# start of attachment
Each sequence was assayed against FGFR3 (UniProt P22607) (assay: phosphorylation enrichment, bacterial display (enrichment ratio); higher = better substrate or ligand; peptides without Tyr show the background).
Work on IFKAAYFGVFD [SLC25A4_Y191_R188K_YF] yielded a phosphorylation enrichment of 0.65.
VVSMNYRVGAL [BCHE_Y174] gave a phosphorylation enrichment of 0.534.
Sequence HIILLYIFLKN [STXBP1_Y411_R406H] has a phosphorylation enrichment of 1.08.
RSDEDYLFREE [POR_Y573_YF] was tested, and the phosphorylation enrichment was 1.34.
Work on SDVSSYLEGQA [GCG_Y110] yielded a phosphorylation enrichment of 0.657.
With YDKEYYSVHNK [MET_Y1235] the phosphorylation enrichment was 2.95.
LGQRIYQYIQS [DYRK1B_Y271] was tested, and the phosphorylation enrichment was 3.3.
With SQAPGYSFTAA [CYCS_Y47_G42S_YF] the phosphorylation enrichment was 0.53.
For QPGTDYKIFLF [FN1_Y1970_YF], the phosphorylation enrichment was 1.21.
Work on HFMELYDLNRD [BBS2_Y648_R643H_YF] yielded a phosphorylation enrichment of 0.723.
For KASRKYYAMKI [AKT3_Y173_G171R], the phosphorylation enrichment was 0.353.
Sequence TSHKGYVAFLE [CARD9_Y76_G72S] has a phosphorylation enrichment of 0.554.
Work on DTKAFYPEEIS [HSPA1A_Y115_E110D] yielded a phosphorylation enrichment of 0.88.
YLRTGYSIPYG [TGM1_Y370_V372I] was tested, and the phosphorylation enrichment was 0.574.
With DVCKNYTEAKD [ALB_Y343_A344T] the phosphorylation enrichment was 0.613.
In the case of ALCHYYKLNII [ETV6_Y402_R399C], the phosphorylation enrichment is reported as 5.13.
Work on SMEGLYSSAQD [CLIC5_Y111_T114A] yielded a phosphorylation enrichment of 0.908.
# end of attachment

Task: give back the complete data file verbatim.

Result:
Each sequence was assayed against FGFR3 (UniProt P22607) (assay: phosphorylation enrichment, bacterial display (enrichment ratio); higher = better substrate or ligand; peptides without Tyr show the background).
Work on IFKAAYFGVFD [SLC25A4_Y191_R188K_YF] yielded a phosphorylation enrichment of 0.65.
VVSMNYRVGAL [BCHE_Y174] gave a phosphorylation enrichment of 0.534.
Sequence HIILLYIFLKN [STXBP1_Y411_R406H] has a phosphorylation enrichment of 1.08.
RSDEDYLFREE [POR_Y573_YF] was tested, and the phosphorylation enrichment was 1.34.
Work on SDVSSYLEGQA [GCG_Y110] yielded a phosphorylation enrichment of 0.657.
With YDKEYYSVHNK [MET_Y1235] the phosphorylation enrichment was 2.95.
LGQRIYQYIQS [DYRK1B_Y271] was tested, and the phosphorylation enrichment was 3.3.
With SQAPGYSFTAA [CYCS_Y47_G42S_YF] the phosphorylation enrichment was 0.53.
For QPGTDYKIFLF [FN1_Y1970_YF], the phosphorylation enrichment was 1.21.
Work on HFMELYDLNRD [BBS2_Y648_R643H_YF] yielded a phosphorylation enrichment of 0.723.
For KASRKYYAMKI [AKT3_Y173_G171R], the phosphorylation enrichment was 0.353.
Sequence TSHKGYVAFLE [CARD9_Y76_G72S] has a phosphorylation enrichment of 0.554.
Work on DTKAFYPEEIS [HSPA1A_Y115_E110D] yielded a phosphorylation enrichment of 0.88.
YLRTGYSIPYG [TGM1_Y370_V372I] was tested, and the phosphorylation enrichment was 0.574.
With DVCKNYTEAKD [ALB_Y343_A344T] the phosphorylation enrichment was 0.613.
In the case of ALCHYYKLNII [ETV6_Y402_R399C], the phosphorylation enrichment is reported as 5.13.
Work on SMEGLYSSAQD [CLIC5_Y111_T114A] yielded a phosphorylation enrichment of 0.908.